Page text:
Speed Camera

Submitted: Thursday, Feb 25, 2010 at 13:43
ThreadID: 76318 Views:3836 Replies:10 FollowUps:36
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Received this email this morning....is this really going to make people drive slower or are they looking to cash in again?

There will be 7 new speed camera locations being tested in the south-east corner over the coming weeks and if
successful will be operational by mid 2010 and then will be rolled out through the rest of the state. These will be:

TWO COMBINED RED LIGHT/SPEED CAMERAS -
Cnr Waterworks Road and Jubilee Terrace, Ashgrove
Cnr Beaudesert Road and Compton Road, Calamvale

THREE SPOT FIXED SPEED CAMERAS
Pacific Motorway, Loganholme
Gateway Arterial Road, Nudgee
Clem7 Tunnel, Woolloongabba to Bowen Hills

ONE MOBILE SPEED CAMERA - used at varying locations

ONE POINT-TO- POINT SPEED CAMERA SYSTEM
Bruce Highway, Caloundra Road to Wild Horse Mountain, Beerburrum
A point-to-point (or average) speed camera system uses a number of cameras over a length of road to measure a
vehicle's average speed. The system uses the time it takes for a vehicle to travel between the two points to
calculate the average speed of the vehicle: Speed = Distance/Time.
Point-to-point speed camera systems use a number of cameras mounted at staged intervals along a particular
route. Point-to-point camera systems, like fixed speed cameras, are monitoring traffic 24 hours a day, 7 days a week.
However, unlike current fixed speed cameras, point-to-point systems are not activated when a vehicle violates
the speed limit at a given point in time measured by a speed detection device. Rather, point-to-point camera
systems apply a mathematical calculation based on the time it takes for a vehicle to travel from one camera to
the next and the distance between the cameras.
The first length of road the system will cover is approximately 13km.
Please exercise some common sense when driving particularly through these locations and avoid any
infringements. The new locations will be digital processors so if an infringement is detected the images are
uploaded instantly to the infringements processing centre and you receive notification with 2-3 days.
Currently with the wet-film system these can take up to 4 weeks.
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Reply By: Member - Phil B (WA) - Thursday, Feb 25, 2010 at 13:53

Thursday, Feb 25, 2010 at 13:53
Sorry to say i have no sympathy for speeders- if you speed you pay - don't speed and you wont.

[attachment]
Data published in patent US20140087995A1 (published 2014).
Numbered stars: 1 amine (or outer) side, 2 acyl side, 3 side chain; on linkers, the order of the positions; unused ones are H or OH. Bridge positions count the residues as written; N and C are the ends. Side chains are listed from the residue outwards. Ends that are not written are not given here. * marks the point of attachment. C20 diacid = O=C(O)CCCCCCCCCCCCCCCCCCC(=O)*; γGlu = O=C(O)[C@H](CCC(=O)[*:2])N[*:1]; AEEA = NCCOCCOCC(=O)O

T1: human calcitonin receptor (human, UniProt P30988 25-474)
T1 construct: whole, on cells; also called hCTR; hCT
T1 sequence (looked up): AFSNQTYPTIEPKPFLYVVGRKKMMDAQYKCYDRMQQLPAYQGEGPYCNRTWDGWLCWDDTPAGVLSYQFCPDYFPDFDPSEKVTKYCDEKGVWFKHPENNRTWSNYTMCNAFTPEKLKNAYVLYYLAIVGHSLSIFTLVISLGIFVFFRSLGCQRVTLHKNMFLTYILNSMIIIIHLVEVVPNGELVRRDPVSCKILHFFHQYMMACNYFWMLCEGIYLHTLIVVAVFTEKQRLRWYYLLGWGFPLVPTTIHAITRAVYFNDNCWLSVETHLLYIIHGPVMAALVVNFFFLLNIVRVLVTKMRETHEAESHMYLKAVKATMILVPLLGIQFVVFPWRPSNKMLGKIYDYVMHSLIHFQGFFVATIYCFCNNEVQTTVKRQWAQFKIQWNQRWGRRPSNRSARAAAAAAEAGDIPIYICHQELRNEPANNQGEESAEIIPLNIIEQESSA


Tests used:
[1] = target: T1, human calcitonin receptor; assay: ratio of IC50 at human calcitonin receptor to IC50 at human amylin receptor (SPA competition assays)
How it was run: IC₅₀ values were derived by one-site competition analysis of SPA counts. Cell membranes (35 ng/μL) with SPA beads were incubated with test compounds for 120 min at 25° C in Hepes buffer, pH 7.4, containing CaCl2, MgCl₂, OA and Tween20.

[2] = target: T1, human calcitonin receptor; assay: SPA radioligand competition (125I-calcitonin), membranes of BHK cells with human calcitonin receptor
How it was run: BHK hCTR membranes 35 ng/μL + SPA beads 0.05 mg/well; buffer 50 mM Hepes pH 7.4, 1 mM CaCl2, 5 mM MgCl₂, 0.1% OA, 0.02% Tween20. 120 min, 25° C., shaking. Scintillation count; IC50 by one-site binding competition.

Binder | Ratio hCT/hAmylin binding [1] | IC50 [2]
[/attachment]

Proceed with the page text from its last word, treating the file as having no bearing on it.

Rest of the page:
If there weren't any cameras the result would be even more speeding, would it not?

On the other hand speeders help contribute money to the system that helps keep other taxes down a bit - lol.

Phil
There is a lot of difference between
‘Human Being’ and ‘Being Human’.





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Follow Up By: Member - Troll 81 (QLD) - Thursday, Feb 25, 2010 at 13:57

Thursday, Feb 25, 2010 at 13:57
No sympathy from me either...it's just funny when you are driving along and you see the camera everyone slows down....my GPS even tells me there is one coming up
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Follow Up By: Member - joc45 (WA) - Thursday, Feb 25, 2010 at 14:14

Thursday, Feb 25, 2010 at 14:14
Agreed. Also red-light cameras:
I nearly got T-boned a couple of years back from someone running a red light. Missed by cms. There was a camera at the intersection, so hopefully the culprit was pinged and charged.

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Follow Up By: Camoco - Thursday, Feb 25, 2010 at 14:22

Thursday, Feb 25, 2010 at 14:22
I completely agree with Red Light Cameras.

I do not agree with Speed Cameras that give you no leniency. I say that because there are a number of factors associated with speeding.

I am against reckless and determined speeding, however I am understanding that because of the many factors, I am against accidental speeding. In other words, getting pinged for speeding when there was no intent, or your intent was not to speed, and thought you were not speeding when you get pinged.

The factors include, tyre wear, speed increase through terrain (hills), wind change (suddenly no front wind allowing you to speed up inadvertantly) mechanical calibration to name a few.

I have never been "caught" for speeding and I try my best to avoid it as much as possible. However there are times when you do and notice it, and slow down accordingly, and there are times when you think all is well and then get a notice in the mail. That is what I object to.
Those that say book all speeders are just too perfect for me.

If there was leniency along the percentage line of the ADR's then I am all for them, and if you set your cruise to the limit plus 10% and get caught, then that is speeding with intent in my book.

Cheers Cam.
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Follow Up By: Member - Allan B (QLD) - Thursday, Feb 25, 2010 at 15:04

Thursday, Feb 25, 2010 at 15:04
I'm with Phil....... don't speed and you will have no issue.